NUISANCE noises have caused hundreds of complaints in Herefordshire in recent years. 

But newly released figures obtained through a freedom of information request show action was only taken against a tiny fraction of those responsible in the county.

The data from Herefordshire Council showed that hundreds of complaints about noisy neighbours are being made by locals each year, with 367 reports in 2022 and 328 in 2023. A total of 67 reports were recorded from January 1 to March 31, 2024.

And the total number of all noise complaints in the county was a huge 759 in 2022, 648 in 2023, and 115 to March 31 this year.


But, the figures reveal, no noise abatement notices or fines were issued to domestic properties in 2022, while one noise abatement order was issued to a licensed premises.

In 2023, one noise abatement order was issued to a domestic property and three were issued to licensed premises, while no noise abatement orders or fines have been issued in 2024 so far.

What is noise nuisance?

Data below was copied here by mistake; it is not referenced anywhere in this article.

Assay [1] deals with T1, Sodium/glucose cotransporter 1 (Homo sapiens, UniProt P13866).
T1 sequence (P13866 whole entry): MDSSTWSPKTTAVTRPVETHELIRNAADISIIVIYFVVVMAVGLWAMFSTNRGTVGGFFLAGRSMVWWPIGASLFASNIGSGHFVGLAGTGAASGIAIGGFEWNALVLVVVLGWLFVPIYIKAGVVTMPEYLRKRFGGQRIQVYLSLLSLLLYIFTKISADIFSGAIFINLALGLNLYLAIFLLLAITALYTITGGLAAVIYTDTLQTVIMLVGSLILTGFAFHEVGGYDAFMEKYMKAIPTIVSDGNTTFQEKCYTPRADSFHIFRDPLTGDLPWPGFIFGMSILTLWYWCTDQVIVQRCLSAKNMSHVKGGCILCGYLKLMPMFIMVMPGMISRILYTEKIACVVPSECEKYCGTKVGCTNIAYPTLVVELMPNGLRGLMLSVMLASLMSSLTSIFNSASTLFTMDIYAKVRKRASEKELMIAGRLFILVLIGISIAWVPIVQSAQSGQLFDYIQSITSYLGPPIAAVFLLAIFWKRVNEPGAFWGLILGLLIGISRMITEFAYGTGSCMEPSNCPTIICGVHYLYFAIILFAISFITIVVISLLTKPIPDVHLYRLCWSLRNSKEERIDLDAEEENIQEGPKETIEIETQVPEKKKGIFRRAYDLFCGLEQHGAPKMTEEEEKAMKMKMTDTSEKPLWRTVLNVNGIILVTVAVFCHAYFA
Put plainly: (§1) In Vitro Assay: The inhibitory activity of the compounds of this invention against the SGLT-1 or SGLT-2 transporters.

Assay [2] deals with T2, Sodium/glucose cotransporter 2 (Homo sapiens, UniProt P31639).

Herefordshire Council says noise is defined as a nuisance in law "if it causes injury, is likely to cause injury, or interferes unreasonably with someone's personal comfort or enjoyment".

It can include music, house and car alarms, DIY at unreasonable hours, and barking dogs in homes, while commercial and industrial premises noise nuisances can include entertainment, ventilation systems, alarms, revellers, construction, and demolition.

What are your thoughts?

You can send a letter to the editor to have your say by clicking here.

Letters should not exceed 250 words and local issues take precedence.

How can I report noise nuisance?

Herefordshire Council recommends talking to the person responsible first, but if help is needed you can make a formal complaint by contacting the council. Click here for more information.

What action can the council take?

Herefordshire Council says that it may send an abatement notice instructing the noisemaker to stop the disturbance if it is deemed that action needs to be taken. The authority can also apply for a warrant of the peace and seize offending equipment.

Ignoring a notice could lead to proceedings in the magistrates court, with potential fines of up to £5,000 for domestic offenders and £20,000 for commercial offenders.